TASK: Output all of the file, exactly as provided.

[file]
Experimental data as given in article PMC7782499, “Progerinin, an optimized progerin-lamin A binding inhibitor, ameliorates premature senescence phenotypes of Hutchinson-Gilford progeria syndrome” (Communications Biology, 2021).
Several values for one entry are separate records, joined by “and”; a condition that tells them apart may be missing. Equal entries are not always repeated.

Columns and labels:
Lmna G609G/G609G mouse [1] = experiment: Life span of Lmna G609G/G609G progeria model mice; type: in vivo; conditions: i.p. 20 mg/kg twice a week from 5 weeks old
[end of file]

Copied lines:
Experimental data as given in article PMC7782499, “Progerinin, an optimized progerin-lamin A binding inhibitor, ameliorates premature senescence phenotypes of Hutchinson-Gilford progeria syndrome” (Communications Biology, 2021).
Several values for one entry are separate records, joined by “and”; a condition that tells them apart may be missing. Equal entries are not always repeated.

Columns and labels:
Lmna G609G/G609G mouse [1] = experiment: Life span of Lmna G609G/G609G progeria model mice; type: in vivo; conditions: i.p. 20 mg/kg twice a week from 5 weeks old